In the opening page of Cultures and Organizations there is a brief passage from Reginald Rose's play 12 Angry Men (1955). (For a good review of the film see http://www.film.u- net.com/Movies/Reviews/Twelve_Angry.html. The film was recently remade.) Hofstede uses it as an example of how twelve different people with different cultural backgrounds "think, feel and act differently". The passage describes a confrontation between what Hofstede refers as "a garage owner" and "a European-born, probably Austrian, watchmaker". Such a comparison flags, right from the start, a particular way of categorising and distinguishing between two people, in terms of visible and audible signs and symbols. Both parties are described in terms of their occupation. But then the added qualification of one of the parties as being "European-born, probably Austrian" clearly indicates that the unqualified party places him in the broad category "American". In other words, the garage owner's apparently neutral ethnicity implies a normative "American", against which all markers of cultural difference are measured.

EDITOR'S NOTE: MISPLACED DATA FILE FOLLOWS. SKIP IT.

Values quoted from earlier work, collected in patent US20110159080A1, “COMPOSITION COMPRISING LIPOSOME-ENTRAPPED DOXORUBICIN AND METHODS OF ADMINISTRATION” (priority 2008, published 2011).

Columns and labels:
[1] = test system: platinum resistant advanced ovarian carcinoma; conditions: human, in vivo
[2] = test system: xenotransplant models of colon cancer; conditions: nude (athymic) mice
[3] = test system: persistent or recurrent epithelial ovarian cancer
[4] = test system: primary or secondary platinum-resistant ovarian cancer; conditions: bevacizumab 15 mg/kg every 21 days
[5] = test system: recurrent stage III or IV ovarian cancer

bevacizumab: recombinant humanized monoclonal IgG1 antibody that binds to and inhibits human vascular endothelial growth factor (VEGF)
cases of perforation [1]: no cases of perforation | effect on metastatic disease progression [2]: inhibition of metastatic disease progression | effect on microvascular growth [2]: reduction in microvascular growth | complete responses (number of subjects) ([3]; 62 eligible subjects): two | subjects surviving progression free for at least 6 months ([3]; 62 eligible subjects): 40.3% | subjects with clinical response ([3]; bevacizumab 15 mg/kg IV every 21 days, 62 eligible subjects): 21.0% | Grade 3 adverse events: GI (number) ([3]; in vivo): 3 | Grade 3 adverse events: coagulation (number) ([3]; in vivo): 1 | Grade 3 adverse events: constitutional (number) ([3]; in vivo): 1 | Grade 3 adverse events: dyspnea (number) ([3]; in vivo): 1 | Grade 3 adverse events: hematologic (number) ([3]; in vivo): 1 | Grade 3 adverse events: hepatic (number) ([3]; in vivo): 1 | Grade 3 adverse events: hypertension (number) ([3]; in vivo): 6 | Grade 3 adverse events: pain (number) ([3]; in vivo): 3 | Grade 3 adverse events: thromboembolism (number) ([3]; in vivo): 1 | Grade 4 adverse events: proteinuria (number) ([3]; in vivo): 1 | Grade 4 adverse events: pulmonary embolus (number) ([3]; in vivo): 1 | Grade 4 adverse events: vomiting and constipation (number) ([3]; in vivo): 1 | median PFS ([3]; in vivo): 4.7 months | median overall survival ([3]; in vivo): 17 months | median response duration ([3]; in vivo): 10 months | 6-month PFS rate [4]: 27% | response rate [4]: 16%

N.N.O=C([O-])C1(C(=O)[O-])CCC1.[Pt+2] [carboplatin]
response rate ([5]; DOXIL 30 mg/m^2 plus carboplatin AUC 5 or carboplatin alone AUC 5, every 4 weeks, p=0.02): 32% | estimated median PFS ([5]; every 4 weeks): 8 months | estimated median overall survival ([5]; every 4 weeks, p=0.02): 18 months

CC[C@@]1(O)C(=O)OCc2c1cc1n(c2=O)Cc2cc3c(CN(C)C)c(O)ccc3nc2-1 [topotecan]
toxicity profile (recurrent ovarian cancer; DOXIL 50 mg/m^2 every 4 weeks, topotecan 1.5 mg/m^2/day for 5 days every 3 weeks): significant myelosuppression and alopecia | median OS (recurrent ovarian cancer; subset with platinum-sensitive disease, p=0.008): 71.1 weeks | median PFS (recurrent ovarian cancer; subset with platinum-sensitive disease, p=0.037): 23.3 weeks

Hofstede is aware of this problem. He writes that "cultural relativism does not imply normlessness for oneself, nor for one's society" (7). However, he still uses the syntax of binaristic classification which repeats and perpetuates the very problems he is apparently addressing. One of the main factors that makes 12 Angry Men such a powerful drama is that each man carries / inscribes different aspects of American culture. And American culture is idealised in the justice system, where rationality and consensus overcomes prejudice and social pressure. Each man has a unique make-up, which includes class, occupation, ethnicity, personality, intelligence, style and experience. But 12 Angry Men is also an interesting exploration of masculinity. Because Hofstede has included a category of "masculine/feminine" in his study of national culture, it is an interesting oversight that he does not comment on this powerful element of the drama.